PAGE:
The reparative properties of bone marrow stromal cells (BMSCs) have been attributed in part to the paracrine action of secreted factors.
Scientists isolated typical human BMSCs by plastic adherence and compared them with BMSC sub-populations isolated by magnetic-activated cell sorting against CD133 (CD133-derived BMSCs, CD133BMSCs) or CD271 [p75 low-affinity nerve growth factor receptor (p75LNGFR), p75BMSCs].
Microarray assays of expressed genes, and enzyme-linked immunosorbent assays (ELISAs) of selected growth factors and cytokines secreted under normoxic and hypoxic conditions demonstrated that the three transit-amplifying progenitor cell populations were distinct from one another.
CD133BMSC-conditioned medium (CdM) was superior to p75BMSC CdM in protecting neural progenitor cells against cell death during growth factor/nutrient withdrawal.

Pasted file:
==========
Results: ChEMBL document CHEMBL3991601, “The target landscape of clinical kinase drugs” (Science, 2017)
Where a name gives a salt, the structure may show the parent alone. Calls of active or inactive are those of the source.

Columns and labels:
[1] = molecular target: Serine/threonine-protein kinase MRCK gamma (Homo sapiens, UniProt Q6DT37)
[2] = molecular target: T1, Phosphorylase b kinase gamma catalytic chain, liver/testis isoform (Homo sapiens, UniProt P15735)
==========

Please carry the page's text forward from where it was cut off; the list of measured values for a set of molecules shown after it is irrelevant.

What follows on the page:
Intracardiac (arterial) administration of concentrated CD133BMSC CdM provided neuroprotection and significantly reduced cortical infarct volumes in mice following cerebral ischemia.
In support of the paracrine hypothesis for BMSC action, intra-arterial infusion of CD133BMSC CdM provided significantly greater protection against stroke compared with the effects of CD133BMSC (cell) administration.
CdM from CD133BM- SCs also provided superior protection against stroke compared with that conferred by CdM from p75BM- SCs or typically isolated BMSCs.
CD133 identifies a subpopulation of nonhematopoietic stem/progenitor cells from adult human bone marrow, and CD133BMSC CdM may provide neuroprotection for patients with stroke.